At the evidentiary hearing, the parties did not dispute whether the Claimants were "affected employees." The WARN Act defines "affected employees as "employees who may reasonably be expected to experience an employment loss as a consequence of a proposed plant closing or mass lay off by their employer." 29 U.S.C. 2101(a)(5). The WARN Act goes on to define "employment loss" as "(A) an employment termination, other than a discharge for cause, voluntary departure, or retirement, (B) a layoff exceeding 6 months, or (C) a reduction in hours of work of more than 50 percent during each month of any 6-month period." 29 U.S.C. 2101(a)(6).
Generally, if an employer fails to comply with the 60-day notice requirement, the employer is liable to each terminated employee for back pay and benefits for each day in violation of the WARN Act. 29 U.S.C. § 2104(a).
The WARN Act specifies certain defenses under which the notification period may be reduced to less than 60 days. 20 C.F.R. § 639.9. In response to the Claimants' proofs of claim alleging the Debtor's violation of the WARN Act, the Debtor contends that both the "faltering company" and the "unforeseeable business circumstances" defenses excuse the Debtor's failure to issue a WARN Act notice on July 25, 2004, 60-days prior to the September 23, 2002 termination of the Claimants, or at anytime thereafter. To rebut the Claimants' proofs of claim, the Debtor "bears the burden of proof that the conditions for the exceptions have been met." 20 C.F.R. § 639.9.
The Claimants counter that neither defense is applicable to the facts of this case, and even if I were to find either defense applicable, the Debtor violated the requirement that it give less than 60 days notice as soon as was practicable prior to the Claimants' termination. An employer relying on these defenses "shall give as much notice as is practicable and at that time shall give a brief statement of the basis for reducing the notification period." 29 U.S.C. § 2102(b)(3); see also 20 C.F.R. § 639.9. Furthermore, 29 U.S.C. § 2102(b), wherein the defenses are found, is entitled " Reduction of notification period" (emphasis supplied) and does not contemplate the complete elimination of the prescribed 60-day notice period.
Specifically, 20 C.F.R. § 639.9 directs "[t]he employer must, at the time notice is actually given, provide a brief statement of the reason for reducing the notice period, in addition to the other elements set out in § 639.7." 20 C.F.R., § 639.7(d) provides:
Notice to each affected employee who does not have a representative is to be written in language understandable to the employees and is to contain:
(1) A statement as to whether the planned action is expected to be permanent or temporary and, if the entire plant is to be closed, a statement to that effect;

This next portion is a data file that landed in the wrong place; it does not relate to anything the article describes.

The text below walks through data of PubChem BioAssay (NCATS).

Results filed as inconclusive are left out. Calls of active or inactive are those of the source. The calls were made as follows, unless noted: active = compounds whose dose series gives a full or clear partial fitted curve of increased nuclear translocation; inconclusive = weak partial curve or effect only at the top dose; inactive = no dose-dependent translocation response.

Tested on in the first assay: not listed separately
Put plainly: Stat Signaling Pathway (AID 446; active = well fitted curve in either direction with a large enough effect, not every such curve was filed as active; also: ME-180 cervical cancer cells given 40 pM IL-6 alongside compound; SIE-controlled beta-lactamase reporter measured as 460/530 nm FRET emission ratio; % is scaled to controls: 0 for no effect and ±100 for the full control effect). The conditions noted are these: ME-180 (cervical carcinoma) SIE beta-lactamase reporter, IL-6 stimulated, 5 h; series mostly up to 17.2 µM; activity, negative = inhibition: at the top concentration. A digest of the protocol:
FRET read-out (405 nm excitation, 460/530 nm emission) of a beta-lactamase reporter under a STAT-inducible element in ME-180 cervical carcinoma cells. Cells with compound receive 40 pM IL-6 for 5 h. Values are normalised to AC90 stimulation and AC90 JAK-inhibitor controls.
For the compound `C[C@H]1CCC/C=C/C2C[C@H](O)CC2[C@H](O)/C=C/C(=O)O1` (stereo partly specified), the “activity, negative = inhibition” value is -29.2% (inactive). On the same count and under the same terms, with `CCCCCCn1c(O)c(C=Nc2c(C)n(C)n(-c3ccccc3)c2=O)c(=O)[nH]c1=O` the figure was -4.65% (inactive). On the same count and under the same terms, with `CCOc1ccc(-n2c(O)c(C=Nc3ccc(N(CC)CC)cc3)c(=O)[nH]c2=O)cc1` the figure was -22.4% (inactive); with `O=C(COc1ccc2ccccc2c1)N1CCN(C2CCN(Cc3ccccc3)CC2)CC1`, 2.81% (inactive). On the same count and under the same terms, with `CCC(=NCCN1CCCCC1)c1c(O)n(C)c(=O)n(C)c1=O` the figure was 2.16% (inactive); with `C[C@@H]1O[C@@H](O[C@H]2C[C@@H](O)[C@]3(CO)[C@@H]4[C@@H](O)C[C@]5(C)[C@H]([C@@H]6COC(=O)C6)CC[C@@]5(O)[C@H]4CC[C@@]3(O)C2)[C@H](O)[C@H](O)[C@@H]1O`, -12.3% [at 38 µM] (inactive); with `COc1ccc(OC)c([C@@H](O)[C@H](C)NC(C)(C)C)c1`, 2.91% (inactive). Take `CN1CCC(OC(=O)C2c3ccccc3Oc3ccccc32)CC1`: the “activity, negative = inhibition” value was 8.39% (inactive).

(2) The expected date when the plant closing or mass layoff will commence and the expected date when the individual employee will be separated;
(3) An indication whether or not bumping rights exist;
(4) The name and telephone number of a company official to contact for further information.
The notice may include additional information useful to the employees such as information on available dislocated worker assistance, and, if the planned action is expected to be temporary, the estimated duration, if known.
Indeed, the WARN Act only mentions a single category of unforeseeable business circumstance where "no notice" is permissible. Pursuant to 29 U.S.C. § 2102(b)(2)(B) "no notice under this chapter shall be required if the plant closing or mass layoff is due to any form of natural disaster, such as flood, earthquake, or the drought currently ravaging the farmlands of the United States."
The Debtor has admitted its failure to give any written notice whatsoever under the WARN Act to the Claimants. It cannot rely on the asserted defenses that require an employer to have given reduced notice as soon as practicable. See United Paperworkers Int'l Union v. Alden Corrugated Container Corp., 901 F.Supp 426, 440 (D. Mass. 1995) (noting that where an employer has failed to provide any written notification pursuant to the "unequivocal mandate" of the WARN Act, "this failure alone would constitute sufficient grounds to deny the applicability of the exemption provisions"); see also Watts v. Marco Holdings, 1998 U.S. Dist. LEXIS 4647, *4 (N.D.Miss 1998) (holding that despite an unforseen business circumstance which in part caused the closure of the employer's plant, the employer's failure to give as much notice as practicable is a violation of the WARN Act); Childress v. Darby Lumber, Inc., 126 F.Supp. 2d 1310, 1318 (D. Mont. 2001) (noting that an employer would still be liable regardless of the application of the faltering company or unforeseeable business circumstances defenses where notice is inadequate); Barnett, et. al., v. Jamesway Corp. ( In re Jamesway Corp.), 235 B.R. 329, 343 (Bankr. S.D.N.Y. 1999) (holding when an employer failed to give WARN Act notice, "it cannot assert either the `not reasonably foreseeable business circumstances' or `faltering company' exception to the Act as a defense to liability"). Despite this failure, I will address the Debtor's faltering company and unforeseeable business circumstances defenses in full.